There may be many roads to the Super Bowl, but few would guess that for brands such as Bridgestone Tires and activewear manufacturer Gildan USA, that journey originated in the window-lined offices of Levelwing in Mount Pleasant. Last month, when the Patriots squared-off against the Seahawks, the advertising and marketing firm played a significant behind-the-scenes role—for its eighth consecutive year—in how viewers experienced its clients’ ads through multiple channels. The goal, says co-founder Steve Parker Jr., is to “leverage online channels and more traditional mediums, like television,” to excite viewers and “drive game-winning conversions.”
To do that requires constant attention to the digital “tea leaves,” the data and analytics that make Internet commerce go. “We started out strictly as a data-mining and analytic firm, and I think our expertise in that area is what continues to distinguish us from the traditional agency,” says Parker. “In the world of advertising, the vast majority of firms start out as creative houses, and then they get into media.
“We wanted to know how, when, why, where, and what people were doing between Point A and Point B in the advertising ecosphere,” he continues. “All different types of people are interacting with it and viewing that ad—what does it make them do? Are they signing up for e-mail alerts or actually buying your product?”
Levelwing’s goal since its inception has been to answer those questions for its roster of clients, which has included other advertising agencies as well. “They like that we don’t just see the big picture or merely buy them ad time and hand them a bill. What our clients value about us is that we bear down and look at the data to see if they’re meeting their goals through very specific interactions with their customers, and if they’re not, we suggest very clear ways to better meet those goals.”
Parker and co-founder Jeff Adelson-Yan, who became friends and fraternity brothers at Western Kentucky University, launched Levelwing from Parker’s New York City apartment in 2002. Both had digital backgrounds—Parker with Columbia/HCA Healthcare Corp. and NewsCorp and Adelson-Yan at a variety of Internet startups, including Coolsavings.com. Their big break came that first year when Bridgestone hired them for a few small projects, which they handled so well that the tire giant continues to rely on them to this day. Other clients, such as Shermans Travel and the Outer Banks Visitors & Convention Bureau, soon followed, and Levelwing was well on its way toward earning a spot on the Inc. 5000 list of the nation’s fastest-growing privately owned companies.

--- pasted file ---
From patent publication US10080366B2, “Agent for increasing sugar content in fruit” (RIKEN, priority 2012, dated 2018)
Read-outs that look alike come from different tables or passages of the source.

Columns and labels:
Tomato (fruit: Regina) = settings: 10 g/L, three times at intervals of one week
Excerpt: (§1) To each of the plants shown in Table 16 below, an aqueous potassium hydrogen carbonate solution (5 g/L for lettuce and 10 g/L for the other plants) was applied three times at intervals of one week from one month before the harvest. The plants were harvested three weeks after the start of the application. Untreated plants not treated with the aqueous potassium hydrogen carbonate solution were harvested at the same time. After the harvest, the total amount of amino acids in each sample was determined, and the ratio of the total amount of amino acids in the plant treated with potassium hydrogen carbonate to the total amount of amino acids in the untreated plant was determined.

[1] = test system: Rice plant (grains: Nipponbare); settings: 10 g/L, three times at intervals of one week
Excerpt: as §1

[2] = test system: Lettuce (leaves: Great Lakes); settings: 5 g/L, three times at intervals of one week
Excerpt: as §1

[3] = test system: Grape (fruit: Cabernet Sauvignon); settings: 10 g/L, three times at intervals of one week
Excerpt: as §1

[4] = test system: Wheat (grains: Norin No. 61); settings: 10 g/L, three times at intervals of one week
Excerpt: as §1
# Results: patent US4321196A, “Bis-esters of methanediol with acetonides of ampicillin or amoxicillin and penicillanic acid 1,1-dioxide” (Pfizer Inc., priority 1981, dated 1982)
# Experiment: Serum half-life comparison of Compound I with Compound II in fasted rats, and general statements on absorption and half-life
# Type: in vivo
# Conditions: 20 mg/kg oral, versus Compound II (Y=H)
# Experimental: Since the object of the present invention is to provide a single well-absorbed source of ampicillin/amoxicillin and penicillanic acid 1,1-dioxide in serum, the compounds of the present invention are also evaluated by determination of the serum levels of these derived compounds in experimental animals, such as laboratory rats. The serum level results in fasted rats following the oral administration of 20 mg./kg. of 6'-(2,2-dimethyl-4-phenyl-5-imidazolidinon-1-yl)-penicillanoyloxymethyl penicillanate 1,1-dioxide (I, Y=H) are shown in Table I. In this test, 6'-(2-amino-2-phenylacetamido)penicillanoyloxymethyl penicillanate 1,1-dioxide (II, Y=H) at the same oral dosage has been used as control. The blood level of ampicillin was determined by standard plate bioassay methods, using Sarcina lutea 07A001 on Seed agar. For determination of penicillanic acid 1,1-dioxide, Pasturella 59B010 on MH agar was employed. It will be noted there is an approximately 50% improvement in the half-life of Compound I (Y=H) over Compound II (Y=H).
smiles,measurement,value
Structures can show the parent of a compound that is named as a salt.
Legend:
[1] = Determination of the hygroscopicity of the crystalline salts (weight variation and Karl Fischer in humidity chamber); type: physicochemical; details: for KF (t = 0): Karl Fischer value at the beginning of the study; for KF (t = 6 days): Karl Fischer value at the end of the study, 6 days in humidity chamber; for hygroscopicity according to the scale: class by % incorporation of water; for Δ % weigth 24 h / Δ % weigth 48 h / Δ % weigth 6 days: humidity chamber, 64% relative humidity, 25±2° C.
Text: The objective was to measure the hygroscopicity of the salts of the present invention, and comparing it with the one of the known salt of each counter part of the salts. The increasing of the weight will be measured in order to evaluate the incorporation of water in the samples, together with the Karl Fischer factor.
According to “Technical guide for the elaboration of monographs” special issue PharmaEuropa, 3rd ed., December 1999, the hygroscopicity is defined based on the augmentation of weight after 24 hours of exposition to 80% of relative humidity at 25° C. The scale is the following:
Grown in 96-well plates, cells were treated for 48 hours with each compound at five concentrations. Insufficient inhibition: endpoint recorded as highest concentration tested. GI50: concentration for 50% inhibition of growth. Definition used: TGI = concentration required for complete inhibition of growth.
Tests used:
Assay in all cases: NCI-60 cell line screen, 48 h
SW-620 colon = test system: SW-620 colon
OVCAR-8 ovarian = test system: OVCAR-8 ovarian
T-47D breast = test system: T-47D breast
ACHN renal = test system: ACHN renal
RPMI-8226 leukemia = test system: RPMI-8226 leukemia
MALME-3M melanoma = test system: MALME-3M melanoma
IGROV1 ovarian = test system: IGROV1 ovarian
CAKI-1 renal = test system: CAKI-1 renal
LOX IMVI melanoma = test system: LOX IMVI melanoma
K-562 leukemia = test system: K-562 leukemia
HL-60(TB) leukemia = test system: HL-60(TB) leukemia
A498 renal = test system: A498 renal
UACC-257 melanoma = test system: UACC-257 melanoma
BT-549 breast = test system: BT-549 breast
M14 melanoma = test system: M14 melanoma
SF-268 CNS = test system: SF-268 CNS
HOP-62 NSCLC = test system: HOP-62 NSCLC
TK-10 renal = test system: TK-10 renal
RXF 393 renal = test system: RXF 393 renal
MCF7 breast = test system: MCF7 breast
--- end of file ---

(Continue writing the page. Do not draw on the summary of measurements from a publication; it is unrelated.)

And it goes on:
That growth was a big part of the reason the partners decided to relocate their headquarters to Charleston in 2008, with Adelson-Yan maintaining the company’s New York office. “We were looking for a mid-sized city where we could find good people and establish a true team environment,” says Parker. “One of the big challenges of being in business in New York is while it’s easy to find plenty of good people to work for you, it’s hard to keep them. People in New York are just wired to be perpetually running to the next thing.”
The move, he says, has given them consistency in their business, and that translates to consistency for their clients as well. Today, 97 percent of the firm’s staff is located here, many of whom have been with the company for more than five years.
Levelwing’s business is now neatly split between marketing and advertising and data mining for various clients ranging from Big Green Egg to Moe’s Southwest Grill. And the company continues to break new ground. In late 2014, working for Gildan USA, Levelwing became the first ad agency in history to complete a fully cross-media video campaign, including cable and satellite television; connect TV mediums such as AppleTV and Roku; and mobile, desktop, and tablets, all from one platform.
“It’s those kinds of opportunities that make it exciting to come to work every day,” Parker says.